A major landslide affected “more than six villages” located in a mountainous region of Papua New Guinea, local authorities said on Friday (May 24). The disaster particularly struck the village of Kaokalam.

Enga provincial governor Peter Ipatas said the landslide – believed to have occurred around 3 a.m. local time on Thursday – caused “human losses and material damage”, but did not did not immediately provide an assessment. He still describes this disaster as an “unprecedented natural disaster” having caused “considerable damage”.

Local residents estimate more than 100 people were killed, Australian Broadcasting Corp. reported. A rescue team – made up of doctors, soldiers, police officers, members of UN agencies – was dispatched to the scene to assess the damage and treat the injured. According to an Agence France-Presse (AFP) photographer on site, a mixture of rocks and earth broke away from a hill with dense vegetation, and debris from sheet metal shelters littered the ground.

According to Nickson Pakea, president of the Porgera Chamber of Commerce and Industry, up to three hundred people were present in the village of Kaokalam. A figure which could not be confirmed by Agence France-Presse. In this village, “it seems that more than a hundred houses were buried,” Vincent Pyati, president of a local association, told AFP. “It is not yet known how many people were in these houses. »

An isolated area difficult to reach for emergency services

Dozens of people immediately set to work to find possible survivors buried under piles of stones and earth. Humanitarian organizations, including the Papua New Guinea Red Cross, said they had been alerted to the disaster.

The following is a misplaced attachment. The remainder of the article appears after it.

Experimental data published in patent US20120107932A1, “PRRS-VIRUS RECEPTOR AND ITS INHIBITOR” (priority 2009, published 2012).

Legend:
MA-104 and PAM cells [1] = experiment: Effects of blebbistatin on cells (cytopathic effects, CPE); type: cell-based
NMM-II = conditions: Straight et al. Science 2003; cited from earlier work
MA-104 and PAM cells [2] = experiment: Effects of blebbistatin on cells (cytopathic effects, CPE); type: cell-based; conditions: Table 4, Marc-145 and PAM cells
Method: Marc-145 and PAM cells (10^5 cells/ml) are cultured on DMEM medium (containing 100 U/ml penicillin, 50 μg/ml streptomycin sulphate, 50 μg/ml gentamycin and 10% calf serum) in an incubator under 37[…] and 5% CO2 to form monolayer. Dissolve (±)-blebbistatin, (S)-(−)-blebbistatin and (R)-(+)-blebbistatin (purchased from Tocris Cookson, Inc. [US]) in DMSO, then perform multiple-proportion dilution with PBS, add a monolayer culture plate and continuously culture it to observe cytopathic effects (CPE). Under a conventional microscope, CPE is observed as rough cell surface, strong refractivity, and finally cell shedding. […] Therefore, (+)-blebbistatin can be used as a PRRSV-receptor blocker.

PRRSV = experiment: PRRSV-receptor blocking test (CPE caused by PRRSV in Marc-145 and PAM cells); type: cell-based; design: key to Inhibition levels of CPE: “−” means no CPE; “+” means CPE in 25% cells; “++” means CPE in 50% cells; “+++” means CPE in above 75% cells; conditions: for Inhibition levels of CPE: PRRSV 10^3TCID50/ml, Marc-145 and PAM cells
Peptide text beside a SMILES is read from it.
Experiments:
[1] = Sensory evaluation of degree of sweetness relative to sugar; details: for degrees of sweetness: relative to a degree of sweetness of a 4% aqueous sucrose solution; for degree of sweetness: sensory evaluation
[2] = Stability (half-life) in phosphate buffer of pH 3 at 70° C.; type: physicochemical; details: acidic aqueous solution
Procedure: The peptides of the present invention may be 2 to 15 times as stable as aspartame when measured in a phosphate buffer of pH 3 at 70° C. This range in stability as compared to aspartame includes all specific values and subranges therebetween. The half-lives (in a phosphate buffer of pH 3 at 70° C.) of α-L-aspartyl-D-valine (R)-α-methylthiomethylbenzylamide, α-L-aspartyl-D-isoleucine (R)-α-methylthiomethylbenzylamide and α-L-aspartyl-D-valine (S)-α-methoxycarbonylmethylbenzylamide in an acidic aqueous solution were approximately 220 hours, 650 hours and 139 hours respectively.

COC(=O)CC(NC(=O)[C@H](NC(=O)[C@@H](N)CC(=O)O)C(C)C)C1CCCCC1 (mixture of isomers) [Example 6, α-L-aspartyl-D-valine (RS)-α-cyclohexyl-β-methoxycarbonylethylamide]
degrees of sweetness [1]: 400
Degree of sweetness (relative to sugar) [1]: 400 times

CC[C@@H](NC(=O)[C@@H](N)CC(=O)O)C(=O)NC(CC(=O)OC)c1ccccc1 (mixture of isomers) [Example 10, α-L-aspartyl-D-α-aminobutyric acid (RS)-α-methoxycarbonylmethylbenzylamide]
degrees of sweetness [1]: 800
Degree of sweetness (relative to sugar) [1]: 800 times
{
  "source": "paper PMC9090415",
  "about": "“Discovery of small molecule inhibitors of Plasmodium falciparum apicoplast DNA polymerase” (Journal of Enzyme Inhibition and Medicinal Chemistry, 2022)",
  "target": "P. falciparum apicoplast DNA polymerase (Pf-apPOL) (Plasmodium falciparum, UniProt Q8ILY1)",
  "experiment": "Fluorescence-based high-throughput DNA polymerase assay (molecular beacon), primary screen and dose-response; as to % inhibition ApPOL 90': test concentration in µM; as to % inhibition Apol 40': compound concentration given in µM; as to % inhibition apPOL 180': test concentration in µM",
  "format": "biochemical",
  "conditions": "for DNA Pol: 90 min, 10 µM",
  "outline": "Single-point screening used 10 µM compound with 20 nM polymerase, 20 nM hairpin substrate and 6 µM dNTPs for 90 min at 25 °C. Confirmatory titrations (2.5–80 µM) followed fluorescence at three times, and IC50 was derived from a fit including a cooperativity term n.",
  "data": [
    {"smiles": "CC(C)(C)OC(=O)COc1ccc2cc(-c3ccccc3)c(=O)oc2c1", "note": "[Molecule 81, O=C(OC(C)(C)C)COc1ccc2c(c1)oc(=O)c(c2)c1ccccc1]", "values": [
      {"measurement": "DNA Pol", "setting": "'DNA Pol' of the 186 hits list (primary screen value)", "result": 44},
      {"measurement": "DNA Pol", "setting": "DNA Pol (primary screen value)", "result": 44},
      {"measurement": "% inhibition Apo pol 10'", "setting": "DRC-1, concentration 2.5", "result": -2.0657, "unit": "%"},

The acting secretary general of the national branch of the Red Cross, Janet Philemon, told AFP that the landslide had taken place in an isolated area, and that it would perhaps take two days for the services to emergency and help to reach the area.

The Red Cross estimates that between one hundred and five hundred people may have been injured or killed in the landslide, but Philemon said the organization was trying “to get a more accurate picture of the situation.” The organization said it was ready to provide first aid to those affected and provide them with materials such as blankets.

No “earthquake indication”

“There is no indication of an earthquake or anything that could have triggered” the phenomenon, explained Ms. Philemon, adding that the affected area is a place of gold mining. “People may have been mining for gold on this mountain,” she said, also suggesting that the landslide may have been caused by heavy rains.

Located south of the equator, the region frequently experiences heavy rains. This year it was affected by significant rainfall and flooding episodes. At least twenty-three people died during a landslide in March in a province bordering Enga.